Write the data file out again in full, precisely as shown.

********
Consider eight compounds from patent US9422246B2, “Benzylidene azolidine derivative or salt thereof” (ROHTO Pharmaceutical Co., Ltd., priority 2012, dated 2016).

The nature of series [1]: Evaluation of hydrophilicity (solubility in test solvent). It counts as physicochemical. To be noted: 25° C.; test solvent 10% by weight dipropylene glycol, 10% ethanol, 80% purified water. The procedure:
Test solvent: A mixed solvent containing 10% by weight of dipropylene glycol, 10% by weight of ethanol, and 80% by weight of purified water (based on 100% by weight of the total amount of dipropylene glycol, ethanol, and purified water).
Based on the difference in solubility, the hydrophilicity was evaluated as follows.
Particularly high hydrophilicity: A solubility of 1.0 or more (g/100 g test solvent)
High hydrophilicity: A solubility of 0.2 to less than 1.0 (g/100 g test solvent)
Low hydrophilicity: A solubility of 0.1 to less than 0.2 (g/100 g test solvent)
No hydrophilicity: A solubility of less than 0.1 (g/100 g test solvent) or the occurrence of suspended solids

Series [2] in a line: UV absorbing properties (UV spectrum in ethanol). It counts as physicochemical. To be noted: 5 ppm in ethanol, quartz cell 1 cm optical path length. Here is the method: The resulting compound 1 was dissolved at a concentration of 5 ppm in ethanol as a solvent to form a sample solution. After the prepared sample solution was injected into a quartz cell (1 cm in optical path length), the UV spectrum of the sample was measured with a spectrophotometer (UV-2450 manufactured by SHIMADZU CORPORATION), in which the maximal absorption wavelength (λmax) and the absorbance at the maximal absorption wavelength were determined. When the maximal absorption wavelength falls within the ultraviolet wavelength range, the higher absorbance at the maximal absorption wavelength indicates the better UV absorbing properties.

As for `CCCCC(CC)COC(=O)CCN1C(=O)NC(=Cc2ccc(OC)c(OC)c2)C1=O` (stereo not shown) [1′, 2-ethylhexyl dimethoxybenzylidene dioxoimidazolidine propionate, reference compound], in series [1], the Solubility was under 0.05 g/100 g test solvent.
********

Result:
Consider eight compounds from patent US9422246B2, “Benzylidene azolidine derivative or salt thereof” (ROHTO Pharmaceutical Co., Ltd., priority 2012, dated 2016).

The nature of series [1]: Evaluation of hydrophilicity (solubility in test solvent). It counts as physicochemical. To be noted: 25° C.; test solvent 10% by weight dipropylene glycol, 10% ethanol, 80% purified water. The procedure:
Test solvent: A mixed solvent containing 10% by weight of dipropylene glycol, 10% by weight of ethanol, and 80% by weight of purified water (based on 100% by weight of the total amount of dipropylene glycol, ethanol, and purified water).
Based on the difference in solubility, the hydrophilicity was evaluated as follows.
Particularly high hydrophilicity: A solubility of 1.0 or more (g/100 g test solvent)
High hydrophilicity: A solubility of 0.2 to less than 1.0 (g/100 g test solvent)
Low hydrophilicity: A solubility of 0.1 to less than 0.2 (g/100 g test solvent)
No hydrophilicity: A solubility of less than 0.1 (g/100 g test solvent) or the occurrence of suspended solids

Series [2] in a line: UV absorbing properties (UV spectrum in ethanol). It counts as physicochemical. To be noted: 5 ppm in ethanol, quartz cell 1 cm optical path length. Here is the method: The resulting compound 1 was dissolved at a concentration of 5 ppm in ethanol as a solvent to form a sample solution. After the prepared sample solution was injected into a quartz cell (1 cm in optical path length), the UV spectrum of the sample was measured with a spectrophotometer (UV-2450 manufactured by SHIMADZU CORPORATION), in which the maximal absorption wavelength (λmax) and the absorbance at the maximal absorption wavelength were determined. When the maximal absorption wavelength falls within the ultraviolet wavelength range, the higher absorbance at the maximal absorption wavelength indicates the better UV absorbing properties.

As for `CCCCC(CC)COC(=O)CCN1C(=O)NC(=Cc2ccc(OC)c(OC)c2)C1=O` (stereo not shown) [1′, 2-ethylhexyl dimethoxybenzylidene dioxoimidazolidine propionate, reference compound], in series [1], the Solubility was under 0.05 g/100 g test solvent.